Close to the chapel at Grand-Pré National Historic Site there’s a statue of Evangeline, the heroine of the epic poem by Longfellow, Evangeline: A Tale of Acadie, published in 1847. This epic poem tells of Evangeline, the young Acadian girl who was separated from Gabriel her betrothed on their wedding day, and after spending years searching for him finally finds him gravely ill being tended by nuns, only to have him die in her arms.
Although Longfellow had heard this supposedly true tale of separated lovers from a friend and had never visited the area of Grand-Pré, he manages to capture the idealised view of the life of the farmers and the trauma of the separation of so many Acadian families.
The name Acadia has come to represent through tales such as Longfellow’s epic Evangeline poem, an idyllic image of peaceful farming life and a sense of home and belonging.
In the Acadian land, on the shores of the Basin of Minas,
Distant, secluded, still, the little village of Grand-Pré
Lay in the fruitful valley. Vast meadows stretched to the eastward,
Giving the village its name, and pasture to flocks without number.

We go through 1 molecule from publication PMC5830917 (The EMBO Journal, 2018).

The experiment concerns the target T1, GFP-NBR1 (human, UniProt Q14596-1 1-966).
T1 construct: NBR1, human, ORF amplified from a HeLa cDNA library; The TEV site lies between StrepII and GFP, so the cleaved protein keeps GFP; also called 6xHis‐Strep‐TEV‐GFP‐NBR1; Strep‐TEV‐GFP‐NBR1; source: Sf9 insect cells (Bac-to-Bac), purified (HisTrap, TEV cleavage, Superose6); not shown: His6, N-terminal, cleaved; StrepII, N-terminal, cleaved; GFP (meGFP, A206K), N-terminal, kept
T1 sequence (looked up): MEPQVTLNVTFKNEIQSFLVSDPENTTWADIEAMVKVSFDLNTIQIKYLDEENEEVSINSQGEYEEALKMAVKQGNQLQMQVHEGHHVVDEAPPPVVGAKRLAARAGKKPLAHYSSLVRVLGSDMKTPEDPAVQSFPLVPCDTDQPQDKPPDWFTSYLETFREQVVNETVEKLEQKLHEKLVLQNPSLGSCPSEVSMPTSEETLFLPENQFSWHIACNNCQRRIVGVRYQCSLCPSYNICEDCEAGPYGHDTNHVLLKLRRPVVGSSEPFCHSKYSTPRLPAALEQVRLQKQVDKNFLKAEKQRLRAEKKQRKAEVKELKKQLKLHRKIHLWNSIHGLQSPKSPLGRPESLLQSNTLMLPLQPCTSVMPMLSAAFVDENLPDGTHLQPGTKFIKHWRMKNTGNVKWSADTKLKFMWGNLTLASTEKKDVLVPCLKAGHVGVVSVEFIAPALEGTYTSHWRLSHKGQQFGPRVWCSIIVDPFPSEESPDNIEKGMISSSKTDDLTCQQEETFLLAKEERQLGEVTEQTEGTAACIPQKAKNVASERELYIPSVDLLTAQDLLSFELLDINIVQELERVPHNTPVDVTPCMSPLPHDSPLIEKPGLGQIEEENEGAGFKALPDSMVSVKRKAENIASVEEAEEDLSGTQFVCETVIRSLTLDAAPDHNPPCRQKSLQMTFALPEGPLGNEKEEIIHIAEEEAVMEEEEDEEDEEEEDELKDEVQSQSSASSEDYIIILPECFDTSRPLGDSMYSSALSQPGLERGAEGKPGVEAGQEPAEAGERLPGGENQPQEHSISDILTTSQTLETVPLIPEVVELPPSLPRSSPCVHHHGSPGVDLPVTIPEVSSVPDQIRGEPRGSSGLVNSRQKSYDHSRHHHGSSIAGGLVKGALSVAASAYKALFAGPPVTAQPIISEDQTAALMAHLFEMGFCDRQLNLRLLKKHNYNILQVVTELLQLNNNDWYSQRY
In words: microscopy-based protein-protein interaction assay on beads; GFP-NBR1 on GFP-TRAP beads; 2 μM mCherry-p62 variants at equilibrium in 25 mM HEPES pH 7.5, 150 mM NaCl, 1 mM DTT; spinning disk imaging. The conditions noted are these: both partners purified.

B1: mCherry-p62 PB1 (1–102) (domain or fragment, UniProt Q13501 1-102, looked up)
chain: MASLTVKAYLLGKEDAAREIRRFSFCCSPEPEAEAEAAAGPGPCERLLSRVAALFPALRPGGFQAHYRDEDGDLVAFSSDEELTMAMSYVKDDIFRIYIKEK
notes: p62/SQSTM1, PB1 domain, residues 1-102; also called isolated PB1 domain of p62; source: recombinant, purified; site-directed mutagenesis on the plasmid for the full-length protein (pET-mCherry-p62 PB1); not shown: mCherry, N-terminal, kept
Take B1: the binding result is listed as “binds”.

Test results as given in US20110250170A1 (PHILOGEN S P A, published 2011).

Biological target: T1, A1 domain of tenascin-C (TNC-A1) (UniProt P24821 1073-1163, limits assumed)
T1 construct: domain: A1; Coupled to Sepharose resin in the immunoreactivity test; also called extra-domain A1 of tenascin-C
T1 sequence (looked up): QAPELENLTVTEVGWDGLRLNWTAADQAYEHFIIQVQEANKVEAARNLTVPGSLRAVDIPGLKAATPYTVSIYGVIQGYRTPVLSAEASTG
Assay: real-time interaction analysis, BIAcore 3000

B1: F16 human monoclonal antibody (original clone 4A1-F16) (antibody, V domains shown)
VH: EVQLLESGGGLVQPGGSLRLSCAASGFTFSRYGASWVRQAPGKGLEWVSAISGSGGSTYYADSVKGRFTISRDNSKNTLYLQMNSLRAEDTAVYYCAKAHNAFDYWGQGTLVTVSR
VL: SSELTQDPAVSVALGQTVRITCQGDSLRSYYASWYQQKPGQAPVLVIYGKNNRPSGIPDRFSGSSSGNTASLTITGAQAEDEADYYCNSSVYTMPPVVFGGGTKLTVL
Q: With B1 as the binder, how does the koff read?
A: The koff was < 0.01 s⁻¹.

Waste are those pleasant farms, and the farmers forever departed!
Scattered like dust and leaves, when the mighty blasts of October
Seize them, and whirl them aloft, and sprinkle them far o’er the ocean
Naught but tradition remains of the beautiful village of Grand-Pré.
The haunting tale of Evangeline is remembered in many places around Nova Scotia, including the nearby Evangeline beach overlooking the Minas Basin. As the Bay of Fundy has such a large tidal range, the mud flats were exposed when we visited, creating a shimmering mirror of shallow water and a peaceful spot to sit and contemplate the story of Acadia.
Check out this half day small group tour of the Annapolis Valley that includes a visit to Grand-Pré National Historic Site.
You can also drive along The Evangeline Trail, a scenic highway that runs all along the coast of the Bay of Fundy to the Western Yarmouth and Acadian shore, connecting Wolfville and Yarmouth, while passing through many of the old Acadian farmlands and coastal settlements. The Sentier Acadie Historique website (Historic Acadian trail) also has lots of information about the places to visit in Nova Scotia that are significant in the Acadian story.
Read more: 10 fun things to do in Halifax, Nova Scotia
Stay in Wolfville at The Old Orchard Inn Resort and Spa
We stayed that night at The Old Orchard Inn Resort and Spa, just outside the town of Wolfville which is set on the high ground with views over the farmland of the Annapolis valley and orchards that give the hotel its name. The three story modern hotel has around 100 rooms, some with views over the valley and others like ours on the ground floor which are drive-up, with car parking immediately outside.